The Commons Library has published several briefing papers which will be useful to Members when preparing for this debate:

In addition, since these briefing papers were last updated, the National Audit Office has published a report entitled Improving children and young people’s mental health services (9 October 2018).  This examined the extent to which the Government is “on track to meet its ambitions for improving mental health services for children and young people”.  The Government has commented on this report in the following written PQ exchange:

Asked by: Berger, Luciana | Party: Labour Party · Cooperative Party

To ask the Secretary of State for Health and Social Care, whether he will accept all the recommendations of the National Audit Office’s report entitled Improving children and young people’s mental health services, published in October 2018.

Answering member: Jackie Doyle-Price | Party: Conservative Party | Department: Department of Health and Social Care

We welcome the National Audit Office’s focus on the important area of children and young people’s mental health services. We are going above and beyond many of the original recommendations set out in Future in Mind, for example, in improving support and access to services in schools through the recent Green Paper. We have also set ambitious targets on access, which we are on track to meet.

The National Health Service will also be considering what more it can do to improve children and young people’s mental health through the Long-Term Plan for the NHS.

26 Oct 2018 | Written questions | Answered | House of Commons | 182750

Date tabled: 23 Oct 2018 | Date for answer: 26 Oct 2018 | Date answered: 26 Oct 2018

The most recent Government position on mental health services was outlined in the following PQ response published on Wednesday 7th November:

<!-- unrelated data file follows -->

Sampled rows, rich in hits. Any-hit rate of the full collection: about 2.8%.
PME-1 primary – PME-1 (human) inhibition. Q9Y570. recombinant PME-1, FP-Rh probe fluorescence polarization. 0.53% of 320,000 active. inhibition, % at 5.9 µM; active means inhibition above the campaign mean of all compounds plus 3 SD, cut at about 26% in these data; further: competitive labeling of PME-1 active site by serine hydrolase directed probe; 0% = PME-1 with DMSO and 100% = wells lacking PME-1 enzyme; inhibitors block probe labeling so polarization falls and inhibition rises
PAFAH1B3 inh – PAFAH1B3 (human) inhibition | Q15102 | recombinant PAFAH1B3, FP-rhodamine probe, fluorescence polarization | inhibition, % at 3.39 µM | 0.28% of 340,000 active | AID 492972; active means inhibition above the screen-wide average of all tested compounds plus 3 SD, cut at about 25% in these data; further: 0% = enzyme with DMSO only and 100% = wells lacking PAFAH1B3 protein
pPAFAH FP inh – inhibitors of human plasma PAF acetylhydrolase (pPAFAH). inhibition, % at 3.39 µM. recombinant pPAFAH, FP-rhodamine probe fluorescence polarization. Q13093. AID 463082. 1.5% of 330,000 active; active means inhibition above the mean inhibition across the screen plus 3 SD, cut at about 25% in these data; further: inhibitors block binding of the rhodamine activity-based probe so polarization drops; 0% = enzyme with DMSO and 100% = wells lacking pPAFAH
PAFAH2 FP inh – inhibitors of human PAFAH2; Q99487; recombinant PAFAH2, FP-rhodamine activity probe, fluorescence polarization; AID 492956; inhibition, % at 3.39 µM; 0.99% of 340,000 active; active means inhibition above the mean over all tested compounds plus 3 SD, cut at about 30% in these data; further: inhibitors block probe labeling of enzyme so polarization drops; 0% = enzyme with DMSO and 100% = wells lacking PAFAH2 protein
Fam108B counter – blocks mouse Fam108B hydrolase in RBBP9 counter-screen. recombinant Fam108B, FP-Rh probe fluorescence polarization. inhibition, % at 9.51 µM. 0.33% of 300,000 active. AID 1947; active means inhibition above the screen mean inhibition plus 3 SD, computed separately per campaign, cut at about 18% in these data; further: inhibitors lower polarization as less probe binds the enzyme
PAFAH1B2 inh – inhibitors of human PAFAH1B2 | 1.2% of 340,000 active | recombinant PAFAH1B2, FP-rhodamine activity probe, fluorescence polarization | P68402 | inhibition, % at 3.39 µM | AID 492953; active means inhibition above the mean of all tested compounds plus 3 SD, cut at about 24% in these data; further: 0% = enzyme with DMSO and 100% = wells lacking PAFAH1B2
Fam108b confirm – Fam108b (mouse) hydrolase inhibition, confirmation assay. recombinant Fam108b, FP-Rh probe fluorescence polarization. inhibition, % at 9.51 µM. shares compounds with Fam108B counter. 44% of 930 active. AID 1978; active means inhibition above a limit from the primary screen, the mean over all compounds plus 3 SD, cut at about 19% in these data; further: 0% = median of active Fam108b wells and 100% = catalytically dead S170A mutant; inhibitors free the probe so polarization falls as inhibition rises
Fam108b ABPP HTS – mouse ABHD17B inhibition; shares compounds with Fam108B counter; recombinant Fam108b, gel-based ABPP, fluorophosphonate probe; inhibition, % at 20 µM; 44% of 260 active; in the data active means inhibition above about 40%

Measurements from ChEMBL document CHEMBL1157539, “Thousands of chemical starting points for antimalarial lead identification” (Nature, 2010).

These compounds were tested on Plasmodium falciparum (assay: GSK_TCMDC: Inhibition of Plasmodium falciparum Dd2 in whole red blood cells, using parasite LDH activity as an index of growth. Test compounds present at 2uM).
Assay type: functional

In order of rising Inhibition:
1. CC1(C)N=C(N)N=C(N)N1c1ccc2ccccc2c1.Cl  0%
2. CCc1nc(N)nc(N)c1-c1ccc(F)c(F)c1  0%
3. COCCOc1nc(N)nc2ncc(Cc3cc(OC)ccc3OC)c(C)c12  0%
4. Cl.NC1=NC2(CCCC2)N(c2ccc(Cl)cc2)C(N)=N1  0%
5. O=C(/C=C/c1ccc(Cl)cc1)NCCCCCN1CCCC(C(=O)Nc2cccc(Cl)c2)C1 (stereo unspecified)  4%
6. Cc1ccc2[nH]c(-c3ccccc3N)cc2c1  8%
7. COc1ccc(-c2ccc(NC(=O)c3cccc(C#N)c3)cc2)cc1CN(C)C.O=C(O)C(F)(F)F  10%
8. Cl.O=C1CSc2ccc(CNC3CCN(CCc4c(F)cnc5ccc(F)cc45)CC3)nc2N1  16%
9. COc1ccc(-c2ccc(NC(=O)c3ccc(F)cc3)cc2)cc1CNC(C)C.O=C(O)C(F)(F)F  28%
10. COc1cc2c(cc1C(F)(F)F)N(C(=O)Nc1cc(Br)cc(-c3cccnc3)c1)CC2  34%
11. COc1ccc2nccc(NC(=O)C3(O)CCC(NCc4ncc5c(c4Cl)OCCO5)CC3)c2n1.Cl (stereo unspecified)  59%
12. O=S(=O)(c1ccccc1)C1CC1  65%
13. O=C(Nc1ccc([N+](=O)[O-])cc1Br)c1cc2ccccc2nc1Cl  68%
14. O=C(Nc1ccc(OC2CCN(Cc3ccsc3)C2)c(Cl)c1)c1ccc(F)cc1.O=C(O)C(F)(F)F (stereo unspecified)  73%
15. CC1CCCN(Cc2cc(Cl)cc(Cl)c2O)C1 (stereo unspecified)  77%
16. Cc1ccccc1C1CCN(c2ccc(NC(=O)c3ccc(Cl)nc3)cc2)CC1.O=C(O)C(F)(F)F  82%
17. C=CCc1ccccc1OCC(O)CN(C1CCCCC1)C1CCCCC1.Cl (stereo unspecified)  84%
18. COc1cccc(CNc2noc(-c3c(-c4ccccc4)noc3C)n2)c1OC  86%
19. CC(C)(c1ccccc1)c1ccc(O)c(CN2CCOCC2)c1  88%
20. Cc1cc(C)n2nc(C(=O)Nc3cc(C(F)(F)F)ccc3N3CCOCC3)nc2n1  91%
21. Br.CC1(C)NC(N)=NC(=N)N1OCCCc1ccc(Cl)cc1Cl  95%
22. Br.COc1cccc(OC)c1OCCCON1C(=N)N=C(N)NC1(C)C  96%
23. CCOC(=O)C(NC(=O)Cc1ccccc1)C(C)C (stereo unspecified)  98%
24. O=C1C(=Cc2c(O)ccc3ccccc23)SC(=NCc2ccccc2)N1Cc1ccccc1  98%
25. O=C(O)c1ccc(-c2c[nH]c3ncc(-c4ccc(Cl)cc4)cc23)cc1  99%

The Government announced its long term financial settlement for the National Health Service in June. This will represent an increase of £20.5 billion in real terms by 2023/24. The Government has asked the NHS to develop a long term plan which will set out a vision for the health service. The Government has been clear that better access to mental health services, to help achieve the Government’s commitment to parity of esteem between mental and physical health, is one of the principles which must underpin the plan.

The 2018 Budget set out some of aspects of what the long term plan will contain, and further details will follow when the plan is published in due course.

Work on developing mental health support teams for schools forms part of the work to implement the proposals set out in the Green Paper, transforming children and young people’s mental health provision. The first wave of recruitment for the Educational Mental Health Practitioners who will form part of these teams is now under way, and 210 people will take their places on specialist training courses from January. The intention is that these trainees will start working in schools during 2019. The initial local areas, or trailblazer sites, that will trial the Green Paper proposals will be announced in due course.

Recent press material

Fall in number of NHS psychiatrists treating children in England

The Guardian, 8 November 2018


Agenda: We need to put mental health at the heart of school life

The Herald, 8 November 2018

[Comment piece on mental health service provision in Scottish schools]


Mental Health Matters: The price of parity

Health Service Journal, 6 November 2018 [parliamentary subscription available]


Revealed: How patients referred to mental health services end up back with their GP

Pulse, 2 November 2018 [subscription required]


More students seek mental health support, analysis shows

BBC News, 29 October 2018


Thousands of young people in NI treated for mental health problems

BBC News, 29 October 2018

[Report about mental health provision for young people in Northern Ireland]


Mental health services to get £2bn funding boost in budget

The Guardian, 28 October 2018


Mental health services under-resourced, says Matt Hancock

The Guardian, 10 October 2018